The Department of Veterans Affairs (VA) offers a broad range of benefits and services that can enhance the lives of many clients and their families. Unfortunately, many veterans, their families, attorneys, and other client advocates are either unaware such programs exist or they are unable to successfully navigate the byzantine VA bureaucracy. In this new program, you will learn why it is important to inquire about the veteran status of your clients, and where applicable, incorporate VA planning into estate, incapacity, and long-term care planning. You will learn about some of the most important benefits available to veterans and surviving spouses, particularly the Pension program. Through this program, a qualified veteran and spouse can receive a tax-free benefit up to $1,949 per month, a single veteran $1,644, and a surviving spouse $1,056. Planning opportunities for this benefit include the use of irrevocable trusts, immediate annuities, family caregiver agreements, and gifting. You will find out why great care in taking actions to create eligibility to certain VA benefits is critical due to the possible impact on eligibility to other benefits such as Social Security Disability and Medicaid, and the danger of creating substantial negative tax consequences.
Effective July 1, 2008, any attorney wishing to assist claimants in the preparation, presentation and prosecution of claims for VA benefits must be accredited by the Department of Veterans Affairs (DVA) for that purpose.
The initial accreditation process consists of application (VA Form 21a) to the General Counsel of the VA, self certification of admission information concerning practice before any other court, bar, or State or Federal Agency, and a determination of character and fitness.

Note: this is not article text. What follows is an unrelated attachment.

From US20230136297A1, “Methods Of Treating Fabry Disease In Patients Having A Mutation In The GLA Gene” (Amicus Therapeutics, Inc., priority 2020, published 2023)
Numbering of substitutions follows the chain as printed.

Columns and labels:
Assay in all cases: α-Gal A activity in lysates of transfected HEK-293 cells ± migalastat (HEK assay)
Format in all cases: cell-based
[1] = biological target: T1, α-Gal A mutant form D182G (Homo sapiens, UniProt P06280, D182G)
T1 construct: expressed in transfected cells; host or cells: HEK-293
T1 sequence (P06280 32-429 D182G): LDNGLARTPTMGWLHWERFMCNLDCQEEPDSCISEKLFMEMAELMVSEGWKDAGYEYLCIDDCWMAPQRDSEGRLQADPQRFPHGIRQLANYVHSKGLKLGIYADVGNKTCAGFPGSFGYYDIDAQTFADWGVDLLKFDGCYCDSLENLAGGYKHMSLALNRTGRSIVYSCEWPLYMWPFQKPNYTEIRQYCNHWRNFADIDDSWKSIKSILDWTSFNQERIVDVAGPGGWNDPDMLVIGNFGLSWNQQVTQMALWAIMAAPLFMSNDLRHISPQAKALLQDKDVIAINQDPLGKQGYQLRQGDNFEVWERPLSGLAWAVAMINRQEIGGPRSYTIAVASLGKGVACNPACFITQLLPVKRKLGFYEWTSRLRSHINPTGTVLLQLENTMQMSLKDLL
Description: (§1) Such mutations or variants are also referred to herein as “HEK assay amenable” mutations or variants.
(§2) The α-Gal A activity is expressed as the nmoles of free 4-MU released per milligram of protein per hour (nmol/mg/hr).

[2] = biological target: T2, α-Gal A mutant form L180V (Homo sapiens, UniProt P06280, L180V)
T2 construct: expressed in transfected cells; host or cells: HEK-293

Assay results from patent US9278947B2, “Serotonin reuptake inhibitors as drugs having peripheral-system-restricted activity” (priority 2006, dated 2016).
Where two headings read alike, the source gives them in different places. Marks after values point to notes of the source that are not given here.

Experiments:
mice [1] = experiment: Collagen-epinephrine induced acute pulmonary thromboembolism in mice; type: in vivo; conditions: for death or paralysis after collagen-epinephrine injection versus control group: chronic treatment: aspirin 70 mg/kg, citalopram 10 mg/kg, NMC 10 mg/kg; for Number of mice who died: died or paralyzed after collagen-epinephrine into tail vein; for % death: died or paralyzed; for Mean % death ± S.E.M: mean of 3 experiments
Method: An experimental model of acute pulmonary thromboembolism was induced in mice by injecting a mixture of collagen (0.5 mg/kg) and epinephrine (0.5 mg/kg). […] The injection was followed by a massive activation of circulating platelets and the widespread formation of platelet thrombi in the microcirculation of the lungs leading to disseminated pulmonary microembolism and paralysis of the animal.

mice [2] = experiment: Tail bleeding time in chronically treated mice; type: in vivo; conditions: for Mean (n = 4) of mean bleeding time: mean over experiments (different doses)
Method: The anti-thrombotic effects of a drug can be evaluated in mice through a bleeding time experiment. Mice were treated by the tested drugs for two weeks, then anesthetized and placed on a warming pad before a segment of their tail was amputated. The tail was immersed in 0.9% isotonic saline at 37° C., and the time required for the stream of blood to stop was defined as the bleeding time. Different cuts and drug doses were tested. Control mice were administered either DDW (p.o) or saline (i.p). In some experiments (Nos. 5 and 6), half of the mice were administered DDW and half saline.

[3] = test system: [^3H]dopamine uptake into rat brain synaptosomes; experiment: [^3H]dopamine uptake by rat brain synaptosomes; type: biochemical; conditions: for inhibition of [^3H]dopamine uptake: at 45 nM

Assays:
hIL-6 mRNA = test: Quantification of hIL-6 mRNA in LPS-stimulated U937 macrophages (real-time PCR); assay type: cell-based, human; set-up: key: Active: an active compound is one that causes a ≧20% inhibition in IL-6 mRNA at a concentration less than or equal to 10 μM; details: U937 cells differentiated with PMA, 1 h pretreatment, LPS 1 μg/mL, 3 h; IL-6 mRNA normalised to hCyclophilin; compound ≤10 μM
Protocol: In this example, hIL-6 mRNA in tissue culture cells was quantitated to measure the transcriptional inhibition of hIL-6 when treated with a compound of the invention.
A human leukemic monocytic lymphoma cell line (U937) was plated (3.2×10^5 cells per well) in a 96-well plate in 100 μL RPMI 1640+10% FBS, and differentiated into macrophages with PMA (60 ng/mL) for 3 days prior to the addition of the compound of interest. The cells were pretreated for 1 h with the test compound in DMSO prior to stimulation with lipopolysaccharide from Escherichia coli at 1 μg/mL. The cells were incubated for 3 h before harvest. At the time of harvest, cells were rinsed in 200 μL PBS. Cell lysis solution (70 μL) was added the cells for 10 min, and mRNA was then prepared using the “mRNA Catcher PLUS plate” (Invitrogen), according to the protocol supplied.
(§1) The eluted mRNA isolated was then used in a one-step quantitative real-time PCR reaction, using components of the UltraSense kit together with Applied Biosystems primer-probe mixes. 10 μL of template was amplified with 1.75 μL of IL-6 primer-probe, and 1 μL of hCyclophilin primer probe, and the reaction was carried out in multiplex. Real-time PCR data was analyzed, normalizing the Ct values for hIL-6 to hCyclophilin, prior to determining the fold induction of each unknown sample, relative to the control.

To download the Appointment of Individual as Claimant’s Representative Form go to:
www.va.gov/va forms. The General Counsel will presume an attorney’s character and fitness to practice before the DVA based on State Bar membership in good standing unless the General Counsel receives credible information to the contrary.
As a further condition of initial accreditation, attorneys are required to complete at least 3 hours of qualifying continuing legal education (CLE) during the first 12 month period following the date of initial accreditation by DVA. To qualify, a CLE course must be approved by any State Bar Association, and at a minimum must cover the following topics: representation before the DVA, claims procedures, basic eligibility for VA benefits, right to appeal, disability compensation, dependency and indemnity compensation and pension. To maintain accreditation, attorneys must complete an additional 3 hours of qualifying CLE on veterans benefits law and procedure not later than 3 years from the date of initial accreditation and every 2 years thereafter.
The Pennsylvania Bar Institute is pleased to present this initial training requirement. Join our expert faculty for a program that will meet and surpass the requirements set down by DVA .
Please Note: It is the view of the DVA that you must complete the initial accreditation process before taking the CLE requirement. Should you have questions about the DVA CLE requirement, you can call 202-461-4995 for clarification.
The certificate that will be issued to anyone completing this online course will serve as evidence for the Department of Veteran`s Affairs that you have successfully completed the CLE requirement.
Recorded during a live webcast in August 2010.